Squeezing $14.9 million of savings out of General Assistance, TANF and SNAP

These changes fall under the category of “welfare reform” for Mayhew and LePage, but they also are likely to draw heat from Democrats.

First, the program changes reimbursements for General Assistance, a temporary cash assistance program administered at the local level and funded by a mix of state and local dollars. Mayhew’s plan would provide 90 percent of the state’s share up-front but hold 10 percent until the town or city substantially reduces the amount of assistance it gives out.

The budget also prevents noncitizens — including legally present asylum seekers and refugees — from receiving General Assistance or enrolling in Temporary Assistance for Needy Families or Supplemental Nutrition Assistance Program. Fewer than 1,000 noncitizens would be cut from the programs.

$20 million in cuts to state anti-tobacco programs

Maine’s anti-smoking programs are funded by settlement money from a national lawsuit against big tobacco, and the state cigarette tax. The funds are administered by the Maine Center for Disease Control and Healthy Maine Partnerships for education, prevention and cessation services, but the budget takes $10 million per year from those programs to help fund new initiatives.

$46.4 million in new spending to eliminate waitlists for medical services

All those savings identified above are being made with a purpose. The department wants to use that money to pay for other initiatives that benefit the populations LePage sees as most deserving of state assistance: elderly and disabled citizens.

Atop that list are the about 1,600 (as of October 2014) MaineCare-qualified adults on waitlists for home and community support services. The waitlists became a hot topic last year, with LePage ordering lawmakers to pull out all the stops to find money to pay for much-needed residential and community services for seniors and mentally or physically disabled adults.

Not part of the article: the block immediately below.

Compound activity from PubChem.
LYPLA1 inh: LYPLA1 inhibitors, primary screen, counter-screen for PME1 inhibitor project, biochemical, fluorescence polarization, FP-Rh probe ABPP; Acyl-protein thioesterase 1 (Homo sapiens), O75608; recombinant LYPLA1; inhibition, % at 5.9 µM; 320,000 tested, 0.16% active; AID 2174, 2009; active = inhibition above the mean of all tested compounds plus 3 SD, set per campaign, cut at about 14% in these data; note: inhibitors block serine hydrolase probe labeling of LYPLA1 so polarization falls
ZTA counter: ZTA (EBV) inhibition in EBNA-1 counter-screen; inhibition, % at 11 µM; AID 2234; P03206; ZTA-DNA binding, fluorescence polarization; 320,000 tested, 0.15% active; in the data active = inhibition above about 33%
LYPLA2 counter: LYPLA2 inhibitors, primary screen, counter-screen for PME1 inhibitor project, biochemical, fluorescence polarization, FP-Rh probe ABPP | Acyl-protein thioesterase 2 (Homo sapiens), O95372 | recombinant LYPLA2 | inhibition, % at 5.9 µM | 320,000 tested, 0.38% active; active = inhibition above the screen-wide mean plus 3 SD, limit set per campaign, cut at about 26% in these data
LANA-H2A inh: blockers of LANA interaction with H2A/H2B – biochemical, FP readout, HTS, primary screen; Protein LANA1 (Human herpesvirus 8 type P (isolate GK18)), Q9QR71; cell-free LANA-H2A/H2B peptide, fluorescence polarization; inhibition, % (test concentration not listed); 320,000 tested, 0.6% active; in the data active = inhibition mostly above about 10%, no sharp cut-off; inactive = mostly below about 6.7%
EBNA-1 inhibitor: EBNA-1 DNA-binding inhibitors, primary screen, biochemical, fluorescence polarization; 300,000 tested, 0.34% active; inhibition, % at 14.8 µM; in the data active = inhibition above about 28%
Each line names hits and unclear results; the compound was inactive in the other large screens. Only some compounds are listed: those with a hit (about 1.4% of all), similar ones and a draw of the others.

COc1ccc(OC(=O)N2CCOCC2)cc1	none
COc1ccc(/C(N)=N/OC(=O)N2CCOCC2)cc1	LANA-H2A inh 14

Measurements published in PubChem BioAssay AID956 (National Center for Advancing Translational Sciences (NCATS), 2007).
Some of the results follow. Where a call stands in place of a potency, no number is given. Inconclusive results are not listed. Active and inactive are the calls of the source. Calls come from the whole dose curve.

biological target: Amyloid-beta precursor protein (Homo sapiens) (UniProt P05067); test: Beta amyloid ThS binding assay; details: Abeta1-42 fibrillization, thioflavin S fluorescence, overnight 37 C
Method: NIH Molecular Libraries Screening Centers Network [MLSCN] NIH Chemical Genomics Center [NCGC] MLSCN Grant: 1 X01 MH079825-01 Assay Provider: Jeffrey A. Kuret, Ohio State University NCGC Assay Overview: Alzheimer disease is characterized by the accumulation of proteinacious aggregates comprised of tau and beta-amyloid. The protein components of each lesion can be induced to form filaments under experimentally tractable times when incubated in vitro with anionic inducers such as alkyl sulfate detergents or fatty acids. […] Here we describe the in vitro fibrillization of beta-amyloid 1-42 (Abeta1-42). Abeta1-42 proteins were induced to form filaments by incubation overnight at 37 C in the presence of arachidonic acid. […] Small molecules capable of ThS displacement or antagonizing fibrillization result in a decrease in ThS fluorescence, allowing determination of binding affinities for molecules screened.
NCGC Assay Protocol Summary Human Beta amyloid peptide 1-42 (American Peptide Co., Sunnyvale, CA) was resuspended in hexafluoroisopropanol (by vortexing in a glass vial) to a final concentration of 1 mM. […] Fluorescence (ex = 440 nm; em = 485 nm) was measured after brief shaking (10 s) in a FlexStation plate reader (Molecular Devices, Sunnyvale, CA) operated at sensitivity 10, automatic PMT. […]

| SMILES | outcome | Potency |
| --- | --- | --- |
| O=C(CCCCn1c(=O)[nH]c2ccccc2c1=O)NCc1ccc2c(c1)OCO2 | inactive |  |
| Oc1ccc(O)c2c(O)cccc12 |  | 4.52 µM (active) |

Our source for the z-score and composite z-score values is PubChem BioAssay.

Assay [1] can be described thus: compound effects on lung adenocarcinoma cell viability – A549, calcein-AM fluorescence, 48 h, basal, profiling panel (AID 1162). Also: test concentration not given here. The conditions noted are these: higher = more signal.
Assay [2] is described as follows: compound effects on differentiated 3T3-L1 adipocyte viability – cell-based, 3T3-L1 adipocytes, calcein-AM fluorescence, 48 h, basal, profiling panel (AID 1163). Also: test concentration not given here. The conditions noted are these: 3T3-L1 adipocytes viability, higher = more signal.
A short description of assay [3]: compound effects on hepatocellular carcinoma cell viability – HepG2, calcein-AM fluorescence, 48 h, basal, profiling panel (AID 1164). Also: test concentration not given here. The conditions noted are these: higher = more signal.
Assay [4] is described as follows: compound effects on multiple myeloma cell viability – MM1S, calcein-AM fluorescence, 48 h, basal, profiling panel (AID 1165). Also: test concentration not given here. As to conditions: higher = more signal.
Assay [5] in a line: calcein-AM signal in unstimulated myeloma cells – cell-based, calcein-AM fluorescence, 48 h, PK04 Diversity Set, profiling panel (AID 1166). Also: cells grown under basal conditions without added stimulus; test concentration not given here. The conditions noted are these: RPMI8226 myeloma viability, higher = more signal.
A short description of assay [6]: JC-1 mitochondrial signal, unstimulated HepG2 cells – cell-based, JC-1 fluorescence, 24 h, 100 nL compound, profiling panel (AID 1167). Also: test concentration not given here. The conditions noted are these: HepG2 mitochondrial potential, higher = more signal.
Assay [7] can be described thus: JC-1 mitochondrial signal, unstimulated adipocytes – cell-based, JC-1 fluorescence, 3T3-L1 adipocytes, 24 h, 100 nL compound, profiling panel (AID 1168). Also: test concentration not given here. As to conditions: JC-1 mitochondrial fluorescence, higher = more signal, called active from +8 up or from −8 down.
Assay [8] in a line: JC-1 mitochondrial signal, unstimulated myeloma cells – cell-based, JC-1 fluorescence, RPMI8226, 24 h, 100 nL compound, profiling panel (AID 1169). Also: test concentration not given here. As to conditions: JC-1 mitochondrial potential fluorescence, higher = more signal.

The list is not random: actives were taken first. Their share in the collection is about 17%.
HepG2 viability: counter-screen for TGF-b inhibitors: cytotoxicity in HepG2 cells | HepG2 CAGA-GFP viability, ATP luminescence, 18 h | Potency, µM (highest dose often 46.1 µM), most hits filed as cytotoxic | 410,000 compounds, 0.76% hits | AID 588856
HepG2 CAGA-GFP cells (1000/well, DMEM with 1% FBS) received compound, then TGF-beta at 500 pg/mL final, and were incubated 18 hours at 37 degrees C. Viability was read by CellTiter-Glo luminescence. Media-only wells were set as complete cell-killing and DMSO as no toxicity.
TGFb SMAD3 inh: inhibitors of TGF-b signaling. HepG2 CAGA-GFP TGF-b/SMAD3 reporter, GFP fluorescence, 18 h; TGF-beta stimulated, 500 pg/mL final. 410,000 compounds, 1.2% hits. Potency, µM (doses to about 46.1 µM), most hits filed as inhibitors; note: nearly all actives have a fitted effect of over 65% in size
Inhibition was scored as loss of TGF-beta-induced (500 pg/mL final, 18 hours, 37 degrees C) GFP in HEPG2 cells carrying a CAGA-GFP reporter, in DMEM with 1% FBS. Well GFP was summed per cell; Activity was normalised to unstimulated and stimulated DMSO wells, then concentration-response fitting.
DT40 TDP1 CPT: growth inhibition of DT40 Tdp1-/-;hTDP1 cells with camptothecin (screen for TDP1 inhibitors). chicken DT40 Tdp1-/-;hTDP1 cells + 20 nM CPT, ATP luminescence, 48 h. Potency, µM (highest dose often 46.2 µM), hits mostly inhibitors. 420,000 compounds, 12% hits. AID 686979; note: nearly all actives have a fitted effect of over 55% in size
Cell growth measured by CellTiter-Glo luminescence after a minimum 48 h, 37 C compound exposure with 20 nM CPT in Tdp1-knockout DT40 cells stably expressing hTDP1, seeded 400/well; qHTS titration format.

In the end, lawmakers found money to eliminate the waitlists until the end of this fiscal year, and the new budget plan continues that funding in perpetuity. The plan would pay to remove all those people from the waitlists entirely.

$13.8 million to pay for mental health services

Since 1990, Maine has been binded by a legal ruling known, in short, as the “AMHI Consent Decree.” The ruling essentially outlines the state’s obligations to provide mental health services. The DHHS budget includes $11.4 million to cover those services and an additional $2.4 million to provide funding for a bridge program that helps mentally ill residents transition from group homes to independent living.

$52.6 million to pay primary care and nursing homes

Mayhew told the Appropriations Committee on Wednesday about the department’s long-term goal of moving away from the traditional fee-for-service system of reimbursing providers for each patient visit to a system that emphasizes primary care and prevention. The idea is that with better connections between doctors and patients, health care is less expensive in the long run — and health is improved.

That’s the thinking behind the agency’s proposal to replace more than $13 million to support Health Homes, service providers around the state that integrate care for Medicaid patients with several chronic diseases, who are among the most costly patients in the program. Additionally, the budget proposes about $15 million to make up for a loss in federal funding in Medicare reimbursements for primary care providers.

The budget also includes $24.2 million for nursing homes, many of which are struggling to remain open as costs increased faster than Medicaid and Medicare payments.

Elimination of 100 vacant positions, including 40 in the Center for Disease Control

Those cuts to CDC represent 11 percent of the agency’s workforce. The other 60 positions — and again, these are rough numbers — are spread throughout DHHS. It’s unclear exactly how much money will be saved, but worth noting that since LePage took office in 2011, the workforce in DHHS has shrunk from 3,626 full-time positions to 3,456.

Follow Mario Moretto on Twitter at @riocarmine.